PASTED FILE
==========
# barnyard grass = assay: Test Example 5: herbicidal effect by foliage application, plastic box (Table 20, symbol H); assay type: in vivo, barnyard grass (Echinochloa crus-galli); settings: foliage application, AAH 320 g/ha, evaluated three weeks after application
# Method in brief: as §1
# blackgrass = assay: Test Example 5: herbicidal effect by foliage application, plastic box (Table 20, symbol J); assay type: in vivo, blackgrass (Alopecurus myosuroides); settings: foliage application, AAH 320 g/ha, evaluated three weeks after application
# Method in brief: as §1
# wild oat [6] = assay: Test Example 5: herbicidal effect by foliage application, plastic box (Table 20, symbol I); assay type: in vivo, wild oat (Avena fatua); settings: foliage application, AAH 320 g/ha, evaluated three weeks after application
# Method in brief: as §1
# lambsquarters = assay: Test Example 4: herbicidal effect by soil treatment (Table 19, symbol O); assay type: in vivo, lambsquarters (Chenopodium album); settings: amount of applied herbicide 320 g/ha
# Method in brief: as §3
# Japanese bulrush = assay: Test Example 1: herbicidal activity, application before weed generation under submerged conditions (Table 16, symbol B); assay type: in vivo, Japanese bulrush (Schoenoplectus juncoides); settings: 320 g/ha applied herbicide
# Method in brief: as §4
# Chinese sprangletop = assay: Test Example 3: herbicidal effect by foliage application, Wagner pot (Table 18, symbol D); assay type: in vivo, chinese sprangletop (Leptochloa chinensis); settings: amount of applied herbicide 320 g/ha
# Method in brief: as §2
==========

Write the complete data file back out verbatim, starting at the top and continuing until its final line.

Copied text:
# barnyard grass = assay: Test Example 5: herbicidal effect by foliage application, plastic box (Table 20, symbol H); assay type: in vivo, barnyard grass (Echinochloa crus-galli); settings: foliage application, AAH 320 g/ha, evaluated three weeks after application
# Method in brief: as §1
# blackgrass = assay: Test Example 5: herbicidal effect by foliage application, plastic box (Table 20, symbol J); assay type: in vivo, blackgrass (Alopecurus myosuroides); settings: foliage application, AAH 320 g/ha, evaluated three weeks after application
# Method in brief: as §1
# wild oat [6] = assay: Test Example 5: herbicidal effect by foliage application, plastic box (Table 20, symbol I); assay type: in vivo, wild oat (Avena fatua); settings: foliage application, AAH 320 g/ha, evaluated three weeks after application
# Method in brief: as §1
# lambsquarters = assay: Test Example 4: herbicidal effect by soil treatment (Table 19, symbol O); assay type: in vivo, lambsquarters (Chenopodium album); settings: amount of applied herbicide 320 g/ha
# Method in brief: as §3
# Japanese bulrush = assay: Test Example 1: herbicidal activity, application before weed generation under submerged conditions (Table 16, symbol B); assay type: in vivo, Japanese bulrush (Schoenoplectus juncoides); settings: 320 g/ha applied herbicide
# Method in brief: as §4
# Chinese sprangletop = assay: Test Example 3: herbicidal effect by foliage application, Wagner pot (Table 18, symbol D); assay type: in vivo, chinese sprangletop (Leptochloa chinensis); settings: amount of applied herbicide 320 g/ha
# Method in brief: as §2